School to get vocational curriculum

2014-11-23 15:00

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The department of basic education is introducing a vocational curriculum at some schools to address high dropout rates and the country’s skill shortages.

The curriculum will include such diverse subjects as beauty and nail technology, hairdressing and beauty care, office administration, motor mechanics, sheet metal work, body works, hospitality studies, electrical technology, bricklaying and plumbing, and child care.

It will be introduced in 2016 and will initially be piloted in schools for pupils with special needs. Then, says the department’s spokesperson, Elijah Mhlanga, the curriculum will be rolled out elsewhere.

“Learners are interested in different things and we want them to know they will find whatever they want in whichever school they go to,” said Mhlanga.

“It is felt that the introduction of opportunities at school level for skills and vocational education and training will make an important contribution to addressing skills shortages in the country and reduce youth unemployment.

“The vocational learning will also shorten the period it takes to train learners who are preparing for artisans’ qualifications.”

Mhlanga said severely intellectually disabled pupils would begin the skills and vocational programme when they were 12 years old.

Others who are struggling academically will start the programme in about Grade 6, he added. The programme will span four years and allow pupils to attain a National Qualifications Framework Level 1 certificate at the end of Grade 9.

“Learners will be able to specialise in a vocational programme from an earlier age, preparing them more effectively for employment. By ensuring that the qualification responds to the requirements of industry, learners will be more readily able to enter the labour market,” said Mhlanga.

South Africa has more than 1?000 technical high schools. Mhlanga said these would remain, but their curriculums would be strengthened.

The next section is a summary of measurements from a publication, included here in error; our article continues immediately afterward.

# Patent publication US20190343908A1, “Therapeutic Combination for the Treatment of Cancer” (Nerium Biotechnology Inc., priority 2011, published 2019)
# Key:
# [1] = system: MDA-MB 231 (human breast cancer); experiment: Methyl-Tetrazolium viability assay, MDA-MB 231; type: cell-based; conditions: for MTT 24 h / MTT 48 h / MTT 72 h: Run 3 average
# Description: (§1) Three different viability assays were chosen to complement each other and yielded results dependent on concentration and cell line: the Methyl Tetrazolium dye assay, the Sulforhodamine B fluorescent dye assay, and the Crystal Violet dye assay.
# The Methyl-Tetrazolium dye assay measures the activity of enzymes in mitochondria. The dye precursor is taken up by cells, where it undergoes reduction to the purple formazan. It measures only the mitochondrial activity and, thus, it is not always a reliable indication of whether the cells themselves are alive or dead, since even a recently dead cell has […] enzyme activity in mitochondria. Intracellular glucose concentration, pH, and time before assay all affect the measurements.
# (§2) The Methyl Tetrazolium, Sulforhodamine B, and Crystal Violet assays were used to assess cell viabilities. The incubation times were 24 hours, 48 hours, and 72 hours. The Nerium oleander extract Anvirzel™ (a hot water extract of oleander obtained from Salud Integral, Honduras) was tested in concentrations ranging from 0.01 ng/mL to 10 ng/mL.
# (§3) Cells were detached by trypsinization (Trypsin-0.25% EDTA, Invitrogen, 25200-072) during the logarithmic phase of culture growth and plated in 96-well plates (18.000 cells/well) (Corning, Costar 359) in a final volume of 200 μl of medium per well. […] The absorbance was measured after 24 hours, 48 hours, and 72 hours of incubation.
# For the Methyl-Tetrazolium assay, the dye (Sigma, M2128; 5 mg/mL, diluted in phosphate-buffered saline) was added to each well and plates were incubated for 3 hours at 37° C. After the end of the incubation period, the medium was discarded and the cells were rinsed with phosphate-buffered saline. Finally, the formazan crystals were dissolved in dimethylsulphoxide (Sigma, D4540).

Vocational education is highly valued elsewhere in the world – Mhlanga cited Singapore, Germany and the Netherlands as examples – and the department believes that introducing the curriculum will reduce the negative stereotypes attached to pupils who pursue this, rather than an academic path.

Several South African studies have found that half of the pupils in this country who start Grade 1 do not make it all the way to matric.

The department hopes a vocational curriculum will address this dropout rate.

“By allowing learners to enter the vocational track from as early as Grade 6, learners will receive more effective support in academic subjects such as language and mathematics,” said Mhlanga.

Officials from the department are in discussions with their counterparts from the department of higher education and training regarding the training of teachers for the new curriculum.

Michael Cosser, an education specialist with the Human Sciences Research Council, said: “It’s a move in the right direction and I’m glad to hear it will be rolled out beyond special schools. We need to develop vocational studies in this country.

“Strong economies in Europe are built on the back of strong technical and vocational education,” said Cosser.

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